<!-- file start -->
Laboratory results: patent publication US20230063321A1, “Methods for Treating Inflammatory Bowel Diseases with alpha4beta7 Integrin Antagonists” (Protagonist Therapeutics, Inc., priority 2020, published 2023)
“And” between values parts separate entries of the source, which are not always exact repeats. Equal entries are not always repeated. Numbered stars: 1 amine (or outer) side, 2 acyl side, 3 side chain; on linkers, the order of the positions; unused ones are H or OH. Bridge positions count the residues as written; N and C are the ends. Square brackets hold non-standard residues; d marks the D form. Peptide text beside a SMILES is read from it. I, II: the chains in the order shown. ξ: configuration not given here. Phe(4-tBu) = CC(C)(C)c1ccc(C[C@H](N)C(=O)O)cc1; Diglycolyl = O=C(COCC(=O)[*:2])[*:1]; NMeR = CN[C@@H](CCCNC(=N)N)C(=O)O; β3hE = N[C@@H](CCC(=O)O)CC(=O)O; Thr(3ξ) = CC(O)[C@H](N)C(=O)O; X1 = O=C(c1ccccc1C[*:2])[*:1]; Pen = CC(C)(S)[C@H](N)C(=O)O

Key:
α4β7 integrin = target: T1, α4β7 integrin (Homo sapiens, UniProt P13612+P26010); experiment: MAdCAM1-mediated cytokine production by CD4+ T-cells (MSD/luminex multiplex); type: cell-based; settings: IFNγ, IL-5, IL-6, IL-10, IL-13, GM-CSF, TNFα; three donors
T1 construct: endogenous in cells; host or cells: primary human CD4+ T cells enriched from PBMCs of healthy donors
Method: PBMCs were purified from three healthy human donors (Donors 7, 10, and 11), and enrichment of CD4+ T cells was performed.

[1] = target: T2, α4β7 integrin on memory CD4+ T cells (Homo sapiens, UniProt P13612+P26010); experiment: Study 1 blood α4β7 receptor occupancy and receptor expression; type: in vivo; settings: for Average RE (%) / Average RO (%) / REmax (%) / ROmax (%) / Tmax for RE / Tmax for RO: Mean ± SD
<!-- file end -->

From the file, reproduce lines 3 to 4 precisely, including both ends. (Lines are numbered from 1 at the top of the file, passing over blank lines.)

Key:
α4β7 integrin = target: T1, α4β7 integrin (Homo sapiens, UniProt P13612+P26010); experiment: MAdCAM1-mediated cytokine production by CD4+ T-cells (MSD/luminex multiplex); type: cell-based; settings: IFNγ, IL-5, IL-6, IL-10, IL-13, GM-CSF, TNFα; three donors